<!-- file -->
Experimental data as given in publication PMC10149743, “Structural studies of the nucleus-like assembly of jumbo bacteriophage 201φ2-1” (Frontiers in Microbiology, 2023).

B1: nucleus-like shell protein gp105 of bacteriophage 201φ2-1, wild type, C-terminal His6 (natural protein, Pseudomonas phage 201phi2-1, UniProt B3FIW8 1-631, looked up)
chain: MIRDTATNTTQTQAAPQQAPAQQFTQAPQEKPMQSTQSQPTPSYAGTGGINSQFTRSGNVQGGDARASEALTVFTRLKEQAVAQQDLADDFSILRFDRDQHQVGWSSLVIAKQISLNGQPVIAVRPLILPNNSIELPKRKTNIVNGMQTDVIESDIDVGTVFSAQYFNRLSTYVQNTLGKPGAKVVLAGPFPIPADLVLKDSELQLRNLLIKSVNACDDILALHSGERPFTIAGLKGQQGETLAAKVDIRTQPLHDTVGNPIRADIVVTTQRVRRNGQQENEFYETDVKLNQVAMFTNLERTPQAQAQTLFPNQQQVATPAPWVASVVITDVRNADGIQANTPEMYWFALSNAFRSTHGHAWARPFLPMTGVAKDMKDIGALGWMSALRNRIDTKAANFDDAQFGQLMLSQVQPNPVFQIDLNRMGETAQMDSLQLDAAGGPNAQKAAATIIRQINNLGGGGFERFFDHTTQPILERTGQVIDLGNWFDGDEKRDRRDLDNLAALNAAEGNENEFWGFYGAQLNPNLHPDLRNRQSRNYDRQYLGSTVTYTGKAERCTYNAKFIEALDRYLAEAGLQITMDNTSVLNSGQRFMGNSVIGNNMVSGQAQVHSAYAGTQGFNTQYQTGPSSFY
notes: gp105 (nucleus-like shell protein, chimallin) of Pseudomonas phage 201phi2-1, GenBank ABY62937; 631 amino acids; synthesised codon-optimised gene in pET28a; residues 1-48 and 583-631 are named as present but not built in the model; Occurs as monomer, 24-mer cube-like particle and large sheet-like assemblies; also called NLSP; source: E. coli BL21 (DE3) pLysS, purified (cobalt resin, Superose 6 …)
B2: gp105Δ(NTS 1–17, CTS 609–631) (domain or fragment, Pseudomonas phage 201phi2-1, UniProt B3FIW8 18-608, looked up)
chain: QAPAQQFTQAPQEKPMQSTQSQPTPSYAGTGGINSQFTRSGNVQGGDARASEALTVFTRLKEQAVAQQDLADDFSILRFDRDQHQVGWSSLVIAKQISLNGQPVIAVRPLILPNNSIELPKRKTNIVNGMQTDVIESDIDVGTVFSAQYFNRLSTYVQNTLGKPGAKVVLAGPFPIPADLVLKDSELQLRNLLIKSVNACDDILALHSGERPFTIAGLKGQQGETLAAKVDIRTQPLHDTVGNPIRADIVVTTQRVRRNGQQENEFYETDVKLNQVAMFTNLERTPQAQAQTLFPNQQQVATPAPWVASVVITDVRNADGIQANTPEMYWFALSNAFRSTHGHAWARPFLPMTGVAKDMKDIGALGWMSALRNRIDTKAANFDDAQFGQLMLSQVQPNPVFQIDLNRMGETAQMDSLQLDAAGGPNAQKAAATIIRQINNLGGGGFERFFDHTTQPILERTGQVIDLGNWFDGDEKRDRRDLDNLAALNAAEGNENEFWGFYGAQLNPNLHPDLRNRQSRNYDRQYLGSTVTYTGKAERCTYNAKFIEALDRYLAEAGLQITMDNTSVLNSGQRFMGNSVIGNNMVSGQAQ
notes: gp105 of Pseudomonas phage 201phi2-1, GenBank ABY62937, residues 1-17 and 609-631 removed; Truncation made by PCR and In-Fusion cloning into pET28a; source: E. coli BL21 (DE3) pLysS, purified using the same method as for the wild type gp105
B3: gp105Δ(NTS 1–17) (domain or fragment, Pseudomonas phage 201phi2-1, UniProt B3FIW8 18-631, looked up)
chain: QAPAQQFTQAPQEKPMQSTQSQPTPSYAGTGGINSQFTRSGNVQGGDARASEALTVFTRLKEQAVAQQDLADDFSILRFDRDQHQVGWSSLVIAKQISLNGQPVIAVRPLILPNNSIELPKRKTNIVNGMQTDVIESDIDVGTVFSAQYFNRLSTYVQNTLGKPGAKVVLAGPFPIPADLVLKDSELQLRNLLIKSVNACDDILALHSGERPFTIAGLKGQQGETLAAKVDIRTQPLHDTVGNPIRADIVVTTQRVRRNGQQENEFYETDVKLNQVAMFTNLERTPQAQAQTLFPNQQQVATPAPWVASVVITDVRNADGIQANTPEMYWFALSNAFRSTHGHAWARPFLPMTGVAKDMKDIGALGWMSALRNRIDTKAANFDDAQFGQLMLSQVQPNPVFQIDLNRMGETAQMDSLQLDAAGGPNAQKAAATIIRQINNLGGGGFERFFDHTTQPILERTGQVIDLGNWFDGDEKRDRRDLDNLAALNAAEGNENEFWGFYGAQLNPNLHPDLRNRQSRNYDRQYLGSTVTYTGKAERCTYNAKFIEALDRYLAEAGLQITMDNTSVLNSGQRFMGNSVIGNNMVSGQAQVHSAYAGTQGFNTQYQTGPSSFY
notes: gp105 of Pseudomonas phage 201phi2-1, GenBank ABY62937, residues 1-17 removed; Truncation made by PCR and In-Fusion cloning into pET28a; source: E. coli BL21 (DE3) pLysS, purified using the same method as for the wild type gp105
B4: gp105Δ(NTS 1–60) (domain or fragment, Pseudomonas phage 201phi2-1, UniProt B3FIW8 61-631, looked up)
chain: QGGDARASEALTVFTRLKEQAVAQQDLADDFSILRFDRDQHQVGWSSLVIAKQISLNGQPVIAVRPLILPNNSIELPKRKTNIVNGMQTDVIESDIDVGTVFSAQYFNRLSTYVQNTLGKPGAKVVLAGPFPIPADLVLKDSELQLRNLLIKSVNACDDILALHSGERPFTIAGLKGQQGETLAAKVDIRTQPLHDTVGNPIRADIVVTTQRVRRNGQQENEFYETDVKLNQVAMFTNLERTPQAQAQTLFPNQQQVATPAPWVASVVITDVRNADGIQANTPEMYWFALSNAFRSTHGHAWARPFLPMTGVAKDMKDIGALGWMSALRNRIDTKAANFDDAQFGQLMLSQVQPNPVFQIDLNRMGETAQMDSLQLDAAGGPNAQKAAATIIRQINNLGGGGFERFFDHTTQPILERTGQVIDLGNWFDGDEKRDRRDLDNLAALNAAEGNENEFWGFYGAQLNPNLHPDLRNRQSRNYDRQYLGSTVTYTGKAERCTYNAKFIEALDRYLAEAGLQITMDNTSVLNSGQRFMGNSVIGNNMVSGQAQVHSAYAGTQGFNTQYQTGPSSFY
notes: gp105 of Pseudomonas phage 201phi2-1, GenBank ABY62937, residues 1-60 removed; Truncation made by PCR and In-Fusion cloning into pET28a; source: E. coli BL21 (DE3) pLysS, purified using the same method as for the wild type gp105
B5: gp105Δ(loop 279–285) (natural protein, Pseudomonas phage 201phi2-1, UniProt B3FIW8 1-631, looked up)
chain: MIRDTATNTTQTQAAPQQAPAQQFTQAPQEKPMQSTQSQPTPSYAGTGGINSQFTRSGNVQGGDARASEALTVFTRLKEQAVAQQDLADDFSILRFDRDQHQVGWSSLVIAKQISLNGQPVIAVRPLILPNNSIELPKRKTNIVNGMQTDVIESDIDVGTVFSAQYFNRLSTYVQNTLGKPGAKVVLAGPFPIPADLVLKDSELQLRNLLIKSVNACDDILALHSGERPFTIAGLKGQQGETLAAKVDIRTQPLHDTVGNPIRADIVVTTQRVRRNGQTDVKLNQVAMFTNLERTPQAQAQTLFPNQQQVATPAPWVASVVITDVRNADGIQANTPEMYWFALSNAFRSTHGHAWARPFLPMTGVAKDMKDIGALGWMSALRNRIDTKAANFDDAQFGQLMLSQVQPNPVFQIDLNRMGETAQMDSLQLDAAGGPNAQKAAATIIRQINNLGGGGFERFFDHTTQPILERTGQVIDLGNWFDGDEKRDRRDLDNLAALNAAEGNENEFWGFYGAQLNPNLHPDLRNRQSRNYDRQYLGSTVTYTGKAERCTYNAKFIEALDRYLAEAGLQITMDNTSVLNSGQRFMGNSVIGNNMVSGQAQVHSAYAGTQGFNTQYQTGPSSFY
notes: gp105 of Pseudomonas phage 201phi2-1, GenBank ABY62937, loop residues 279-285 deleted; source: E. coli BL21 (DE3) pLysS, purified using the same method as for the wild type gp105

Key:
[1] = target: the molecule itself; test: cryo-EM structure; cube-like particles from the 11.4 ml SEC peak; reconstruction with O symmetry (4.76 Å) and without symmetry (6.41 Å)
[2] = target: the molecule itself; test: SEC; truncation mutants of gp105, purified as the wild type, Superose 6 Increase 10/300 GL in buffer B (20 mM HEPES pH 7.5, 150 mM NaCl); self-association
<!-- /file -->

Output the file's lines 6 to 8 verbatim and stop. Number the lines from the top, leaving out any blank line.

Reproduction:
chain: QAPAQQFTQAPQEKPMQSTQSQPTPSYAGTGGINSQFTRSGNVQGGDARASEALTVFTRLKEQAVAQQDLADDFSILRFDRDQHQVGWSSLVIAKQISLNGQPVIAVRPLILPNNSIELPKRKTNIVNGMQTDVIESDIDVGTVFSAQYFNRLSTYVQNTLGKPGAKVVLAGPFPIPADLVLKDSELQLRNLLIKSVNACDDILALHSGERPFTIAGLKGQQGETLAAKVDIRTQPLHDTVGNPIRADIVVTTQRVRRNGQQENEFYETDVKLNQVAMFTNLERTPQAQAQTLFPNQQQVATPAPWVASVVITDVRNADGIQANTPEMYWFALSNAFRSTHGHAWARPFLPMTGVAKDMKDIGALGWMSALRNRIDTKAANFDDAQFGQLMLSQVQPNPVFQIDLNRMGETAQMDSLQLDAAGGPNAQKAAATIIRQINNLGGGGFERFFDHTTQPILERTGQVIDLGNWFDGDEKRDRRDLDNLAALNAAEGNENEFWGFYGAQLNPNLHPDLRNRQSRNYDRQYLGSTVTYTGKAERCTYNAKFIEALDRYLAEAGLQITMDNTSVLNSGQRFMGNSVIGNNMVSGQAQ
notes: gp105 of Pseudomonas phage 201phi2-1, GenBank ABY62937, residues 1-17 and 609-631 removed; Truncation made by PCR and In-Fusion cloning into pET28a; source: E. coli BL21 (DE3) pLysS, purified using the same method as for the wild type gp105
B3: gp105Δ(NTS 1–17) (domain or fragment, Pseudomonas phage 201phi2-1, UniProt B3FIW8 18-631, looked up)